Behaviour Change Principles for Clinicians

Bandura’s theories of social learning and self-efficacy provide useful pillars for clinicians implementing behaviour change interventions for people with persistent pain [1]. Raising self-efficacy is a key component of behaviour change which relies on four pillars: personal experiences of mastery, vicariously observed mastery, social persuasion in the form of encouraging feedback, and the physiological feedback of positive emotions [1]. Utilising communication skills which incorporate the principles of motivational interviewing to establish a therapeutic relationship are useful starting points for the clinician. Step 1 is identifying meaningful life roles and activities linked to these roles which the individual with pain would like to engage in. Step 2 is setting an activity or behaviour goal using facilitation principles such as SMART (specific, measurable, achievable, realistic/relevant, time-bound) goals. In this step the clinician uses facilitatory engagement strategies which allow the individual with pain to bring their own knowledge and experience to the discussions using principles of adult learning linking to life experience and interests. Step 3 is experiential learning of new activities or behaviours, first with supervision, then transferred to apply new skills and behaviours in context. In Step 4, the clinician provides feedback and encouragement or reward when goals are reviewed. A critical step to raising self-efficacy is not only the reward on achieving the goal, but the problem-solving approach used when goals are not achieved. Step 4 might not be reward but feedback with the individual with pain and the clinician collaborating to explore reasons for not achieving a goal. The clinician may need to provide additional cognitive reassurance as to why the goal is safe, and achievable prior to the individual with pain setting a new goal. As each goal is achieved, the individual with pain is encouraged to set a new goal bringing them closer to engaging in meaningful life roles and activities despite the persistent pain.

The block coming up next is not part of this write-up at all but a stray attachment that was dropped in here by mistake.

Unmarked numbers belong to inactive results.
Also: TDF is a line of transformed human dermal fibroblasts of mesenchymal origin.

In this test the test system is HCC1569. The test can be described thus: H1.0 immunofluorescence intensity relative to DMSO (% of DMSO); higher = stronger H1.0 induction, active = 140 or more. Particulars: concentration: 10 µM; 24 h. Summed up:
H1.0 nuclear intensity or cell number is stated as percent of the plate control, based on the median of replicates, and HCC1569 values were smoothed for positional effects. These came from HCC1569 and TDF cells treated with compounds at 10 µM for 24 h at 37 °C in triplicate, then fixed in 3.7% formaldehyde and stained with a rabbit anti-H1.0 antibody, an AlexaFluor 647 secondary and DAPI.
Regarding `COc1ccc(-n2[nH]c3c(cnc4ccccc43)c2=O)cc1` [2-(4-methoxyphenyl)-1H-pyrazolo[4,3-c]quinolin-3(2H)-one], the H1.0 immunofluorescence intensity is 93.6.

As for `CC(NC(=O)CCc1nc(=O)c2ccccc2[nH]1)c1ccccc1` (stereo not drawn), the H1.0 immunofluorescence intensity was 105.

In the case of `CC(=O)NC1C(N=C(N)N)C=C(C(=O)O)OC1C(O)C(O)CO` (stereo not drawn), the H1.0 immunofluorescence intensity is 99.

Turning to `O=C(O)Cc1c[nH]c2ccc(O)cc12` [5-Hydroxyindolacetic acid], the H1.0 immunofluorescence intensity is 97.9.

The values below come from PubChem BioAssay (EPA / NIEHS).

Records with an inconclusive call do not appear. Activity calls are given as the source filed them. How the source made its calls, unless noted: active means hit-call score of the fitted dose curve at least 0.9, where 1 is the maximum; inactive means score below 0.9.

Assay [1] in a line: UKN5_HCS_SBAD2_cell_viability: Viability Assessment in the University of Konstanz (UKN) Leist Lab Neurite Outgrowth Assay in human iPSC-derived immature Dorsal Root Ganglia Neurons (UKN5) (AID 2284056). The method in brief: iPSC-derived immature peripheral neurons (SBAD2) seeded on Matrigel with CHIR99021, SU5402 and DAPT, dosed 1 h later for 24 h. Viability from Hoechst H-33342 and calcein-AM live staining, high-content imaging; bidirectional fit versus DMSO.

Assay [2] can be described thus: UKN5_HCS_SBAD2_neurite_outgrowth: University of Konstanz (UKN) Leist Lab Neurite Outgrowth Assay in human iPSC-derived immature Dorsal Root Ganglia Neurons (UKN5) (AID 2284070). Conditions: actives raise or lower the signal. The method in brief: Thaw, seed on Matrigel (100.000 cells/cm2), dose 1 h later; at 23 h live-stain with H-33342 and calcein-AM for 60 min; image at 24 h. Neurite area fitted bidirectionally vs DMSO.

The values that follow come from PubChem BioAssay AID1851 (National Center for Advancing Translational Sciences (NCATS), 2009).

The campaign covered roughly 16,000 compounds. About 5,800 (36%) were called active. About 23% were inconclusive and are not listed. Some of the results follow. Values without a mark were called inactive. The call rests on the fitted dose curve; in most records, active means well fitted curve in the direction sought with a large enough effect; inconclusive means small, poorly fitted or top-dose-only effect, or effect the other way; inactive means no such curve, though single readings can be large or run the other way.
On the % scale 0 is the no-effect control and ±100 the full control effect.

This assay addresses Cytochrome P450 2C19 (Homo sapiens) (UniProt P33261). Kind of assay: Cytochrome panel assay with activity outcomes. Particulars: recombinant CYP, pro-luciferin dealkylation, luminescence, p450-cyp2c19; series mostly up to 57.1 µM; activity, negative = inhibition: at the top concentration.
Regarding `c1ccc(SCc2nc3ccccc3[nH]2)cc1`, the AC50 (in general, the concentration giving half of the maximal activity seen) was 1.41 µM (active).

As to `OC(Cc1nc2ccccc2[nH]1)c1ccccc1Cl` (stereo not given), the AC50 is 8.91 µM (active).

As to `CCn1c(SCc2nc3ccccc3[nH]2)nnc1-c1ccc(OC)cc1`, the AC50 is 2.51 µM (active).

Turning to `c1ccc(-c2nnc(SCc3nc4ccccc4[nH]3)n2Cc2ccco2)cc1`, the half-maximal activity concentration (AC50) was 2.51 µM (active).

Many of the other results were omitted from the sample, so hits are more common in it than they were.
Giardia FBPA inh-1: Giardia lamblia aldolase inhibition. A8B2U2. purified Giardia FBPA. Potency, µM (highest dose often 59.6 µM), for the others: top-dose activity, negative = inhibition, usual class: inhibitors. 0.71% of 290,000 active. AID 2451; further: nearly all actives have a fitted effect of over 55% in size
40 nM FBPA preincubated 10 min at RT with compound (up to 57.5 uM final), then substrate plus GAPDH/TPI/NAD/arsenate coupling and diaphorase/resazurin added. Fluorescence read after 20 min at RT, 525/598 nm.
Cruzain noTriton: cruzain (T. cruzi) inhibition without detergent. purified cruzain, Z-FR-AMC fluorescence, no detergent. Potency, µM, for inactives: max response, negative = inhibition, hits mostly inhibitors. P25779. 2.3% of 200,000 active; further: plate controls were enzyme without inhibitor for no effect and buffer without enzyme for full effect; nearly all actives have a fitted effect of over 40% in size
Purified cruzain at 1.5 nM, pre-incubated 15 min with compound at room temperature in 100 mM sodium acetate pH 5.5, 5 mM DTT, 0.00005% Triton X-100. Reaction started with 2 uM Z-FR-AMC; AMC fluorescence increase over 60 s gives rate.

Behaviour Change of Clinicians

Many individuals with persistent pain do not receive optimal evidencebased care which can lead to care that is of low value [7], e.g., inappropriate routine imaging for low back pain which can trigger additional unnecessary medical care and increase the risk of poor health outcomes [6]. Changing the behaviour of clinicians is challenging but important to ensure that high value evidence-based care is provided to individuals with persistent pain. Multimodal interventions that include a variety of strategies such as education, mentoring, local champions or audit have shown some effectiveness in changing clinician behaviour [4].

Supporting Adherence and Maintenance of Behaviour Change